During the 2008 terrorism financing trial of the Holy Land Foundation, federal prosecutors designated CAIR as an “unindicted coconspirator,” with U.S. District Court Judge Jorge Solis concluding that, “The government has produced ample evidence to establish the associations of CAIR…with Hamas.”
In the Muslim world, CAIR’s links to the Muslim Brotherhood are so evident that, in 2014, the United Arab Emirates, a pious Muslim state, designated CAIR a terrorist organization.
Is CAIR blacklisted by the government? CAIR claims it still works with law enforcement.
The Justice Department has enforced a ban on working with CAIR in place since 2009, after the 2008 Holy Land Foundation terrorism trial established “at least a prima facie case as to CAIR’s involvement in a conspiracy to support Hamas.”
The FBI wrote to federal legislators in 2009 to explain that they had “suspended all formal contacts between CAIR and the FBI” in the light of evidence that “demonstrated a relationship among CAIR, individual CAIR founders and the Palestine Committee,” as well as evidence that “demonstrated a relationship between the Palestine Committee and Hamas, which was designated as a terrorist organization in 1995.” [See full letter below]
Since then, perhaps not knowing any better, local branches of the FBI have met with CAIR officials. But in response, the Justice Department has published a report that censured FBI officials for doing so.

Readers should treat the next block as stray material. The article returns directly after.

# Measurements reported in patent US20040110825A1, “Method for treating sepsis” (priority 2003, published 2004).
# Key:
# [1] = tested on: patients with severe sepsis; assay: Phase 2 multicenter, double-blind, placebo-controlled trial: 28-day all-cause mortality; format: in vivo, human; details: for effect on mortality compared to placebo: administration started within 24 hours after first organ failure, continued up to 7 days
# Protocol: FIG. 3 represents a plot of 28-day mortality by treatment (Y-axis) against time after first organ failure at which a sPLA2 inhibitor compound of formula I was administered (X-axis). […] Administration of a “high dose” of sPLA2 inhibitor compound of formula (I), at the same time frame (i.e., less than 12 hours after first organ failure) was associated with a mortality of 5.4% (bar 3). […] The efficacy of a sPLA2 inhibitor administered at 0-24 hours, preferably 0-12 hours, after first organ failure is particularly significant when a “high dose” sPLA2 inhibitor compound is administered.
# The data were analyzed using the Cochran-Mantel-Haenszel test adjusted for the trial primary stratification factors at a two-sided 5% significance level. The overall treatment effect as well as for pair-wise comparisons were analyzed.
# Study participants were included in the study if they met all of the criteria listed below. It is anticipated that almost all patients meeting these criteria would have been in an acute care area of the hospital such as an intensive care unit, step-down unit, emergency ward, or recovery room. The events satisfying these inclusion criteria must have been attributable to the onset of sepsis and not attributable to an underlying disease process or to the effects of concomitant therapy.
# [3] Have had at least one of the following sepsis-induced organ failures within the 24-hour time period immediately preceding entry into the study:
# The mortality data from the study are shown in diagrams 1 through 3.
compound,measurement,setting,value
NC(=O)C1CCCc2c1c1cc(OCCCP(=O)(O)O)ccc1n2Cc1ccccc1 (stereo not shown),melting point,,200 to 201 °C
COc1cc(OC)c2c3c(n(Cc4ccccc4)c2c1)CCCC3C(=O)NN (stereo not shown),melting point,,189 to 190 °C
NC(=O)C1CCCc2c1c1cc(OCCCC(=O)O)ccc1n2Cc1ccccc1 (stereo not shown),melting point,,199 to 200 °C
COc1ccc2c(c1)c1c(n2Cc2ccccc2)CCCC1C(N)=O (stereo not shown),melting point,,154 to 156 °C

Has CAIR since been exonerated?
No. CAIR claims that its designation as an “unindicted coconspirator” has since been deemed unfair by the courts. It cites a ruling by the Fifth Circuit Court of Appeals that CAIR’s inclusion on the list was the result of “simply an untested allegation of the Government made in anticipation of a possible evidentiary dispute that never came to pass.”
CAIR neglects to mention, however, that the Court upheld the designation of CAIR as an unindicted coconspirator, merely ruling that the district court should have sealed the order.
Is CAIR Anti-Semitic?
The Anti-Defamation League concludes that CAIR has long expressed anti-Semitic and pro-terror rhetoric, adding that, “[CAIR’s] public statements cast Jews and Israelis as corrupt agents who control both foreign and domestic U.S. policy and are responsible for the persecution of Muslims in the U.S.”
CAIR Executive Director, Nihad Awad, has claimed that US policy is “driven in part by the Jewish origin of many Clinton administration officials. … Who is opposing the latest agreement with Iraq? Look at their names. Look at their ethnic, their ethnic or religious or racial background. You will see that these are the same groups that belong to the same interest groups in the Administration…”
In 2000, the Al-Lewa’a newspaper reported that Awad said: “The Jews plan to distort Islam’s image and have succeeded in their plans. This Jewish plan had borne hostility towards Islam and deforming its image.”
Does CAIR support Islamic supremacism?